How JustAnswer Works:
  • Ask an Expert
    Experts are full of valuable knowledge and are ready to help with any question. Credentials confirmed by a Fortune 500 verification firm.
  • Get a Professional Answer
    Via email, text message, or notification as you wait on our site. Ask follow up questions if you need to.
  • Go back-and-forth until satisfied
    Rate the answer you receive.
Ask Dr. Michael Salkin Your Own Question
Dr. Michael Salkin
Dr. Michael Salkin, Veterinarian
Category: Bird
Satisfied Customers: 45393
Experience:  University of California at Davis graduate veterinarian with 45 years of experience.
Type Your Bird Question Here...
Dr. Michael Salkin is online now

My budgies poo seems very wet and shes quite dirty round the

Customer Question

Hi, my budgies poo seems very wet and shes quite dirty round the bum. Shes also a lot noisier than usual
Assistant: I'll do all I can to help. What is your budgie's name and age?
Customer: Ollie, and shes about 8
Assistant: Is there anything else the Veterinarian should be aware of about Ollie?
Customer: She's recently moved house
Submitted: 8 months ago.
Category: Bird
Expert:  Dr. Michael Salkin replied 8 months ago.

Dr. Michael Salkin is typing. Please note that experts aren't allowed to prescribe prescription drugs in this venue.

Expert:  Dr. Michael Salkin replied 8 months ago.

I'm sorry that your question wasn't answered in a timely manner and I'm sorry to hear of this with Ollie. It's important to clarify if her droppings are diarrheic (unformed fecal portion of the droppings) or, instead, you're seeing polyuria (increased volume of urine). This can be done by an avian vet ( who will not only examine Ollie but also her cage. A complete physical exam including testing of the blood, feces, and urine will be needed. X-rays might be recommended predicated upon the findings in the initial exam and testing.

There are quite a few differentials for diarrhea. They include...

enteritis (intestinal inflammation) due to bacterial, fungal, viral infections; toxins

intestinal parasites (helminths/flukes, worms; protozoa)

proventricular dilatation disease (PDD)

avian bornavirus (which can become PDD)


Macrorhabdus (previously known as megabacteria or avian gastric yeast) - most commonly recognized in parakeets but diagnosed in most species

liver disease

zinc and lead poisoning

intestinal foreign body

change in diet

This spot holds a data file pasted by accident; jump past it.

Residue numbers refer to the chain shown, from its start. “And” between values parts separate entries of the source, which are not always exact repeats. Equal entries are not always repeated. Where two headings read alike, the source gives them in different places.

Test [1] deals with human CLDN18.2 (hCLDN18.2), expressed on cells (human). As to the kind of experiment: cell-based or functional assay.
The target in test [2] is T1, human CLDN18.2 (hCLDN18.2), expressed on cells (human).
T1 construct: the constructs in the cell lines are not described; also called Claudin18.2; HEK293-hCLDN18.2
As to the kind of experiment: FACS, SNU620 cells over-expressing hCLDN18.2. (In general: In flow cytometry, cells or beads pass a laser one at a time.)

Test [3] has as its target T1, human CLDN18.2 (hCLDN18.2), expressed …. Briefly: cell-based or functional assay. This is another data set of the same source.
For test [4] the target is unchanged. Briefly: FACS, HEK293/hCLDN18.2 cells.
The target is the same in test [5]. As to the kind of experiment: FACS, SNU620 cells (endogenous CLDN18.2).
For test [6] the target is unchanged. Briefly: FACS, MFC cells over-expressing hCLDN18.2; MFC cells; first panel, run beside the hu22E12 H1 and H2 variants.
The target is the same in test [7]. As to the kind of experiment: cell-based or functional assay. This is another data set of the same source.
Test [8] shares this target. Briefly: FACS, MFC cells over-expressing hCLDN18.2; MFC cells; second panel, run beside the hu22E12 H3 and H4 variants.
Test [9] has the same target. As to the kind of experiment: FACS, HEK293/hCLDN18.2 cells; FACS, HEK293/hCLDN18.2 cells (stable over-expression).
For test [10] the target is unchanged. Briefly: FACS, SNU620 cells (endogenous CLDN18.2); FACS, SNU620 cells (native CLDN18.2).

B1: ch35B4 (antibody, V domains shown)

The differential list for polyuria is quite different. It includes...

renal disease

diabetes mellitus and insipidus

liver and pancreatic disease

hyperadrenocorticism (rare)

heavy metal toxicosis

"phosphate flush" due to an all seed diet

pituitary adenoma in parakeets

psychogenic polydipsia in juvenile birds

hens during broody behavior

Until she can be attended to, please heat up her environment to 29.4C by means of a 100W bulb shined into her partially covered cage (not at night when she needs to rest) or by taping a heating pad set on its lowest setting to the sides of her cage. Remove her perches and put her food and water on the bottom of the cage along with her. Add a water-soluble avian vitamin such as Oasis brand Vita-Drops to her water at half of the recommended dose so as not to make her water distasteful. Add a calcium supplement such as Calcivet or Calciboost to her water. These supplements are available in pet/feed stores. Avoid over the counter antibiotics designed to be placed in her water. They won't be effective if only because an ill bird won't drink enough to medicate itself properly.

Seeds should comprise less than 20% of her diet. A diet of mainly seed and nuts has excessive fat, carbohydrates, and phosphorus; marginal protein; adequate vitamin E, and are deficient in amino acids, calcium, available phosphorus, sodium, manganese, zinc, iron, vitamins A, D3 (necessary for efficient absorption of calcium), K, and B12, riboflavin, pantothenic acid, choline, and available niacin. Ideally, a balanced pelleted diet such as can be found here: or here: should be fed as well as hard-boiled egg yolk, pancakes and cornbread, the tops of fresh greens, dairy products such as yogurt and cheese - yes, these low lactose foods are safe, fresh fruits such as apples, pears, melon, kiwi, and berries, vegetables such as broccoli, carrots, beets, asparagus, cabbage, sweet potato, and squash, and even tiny pieces of meat.
Please respond with further questions or concerns if you wish.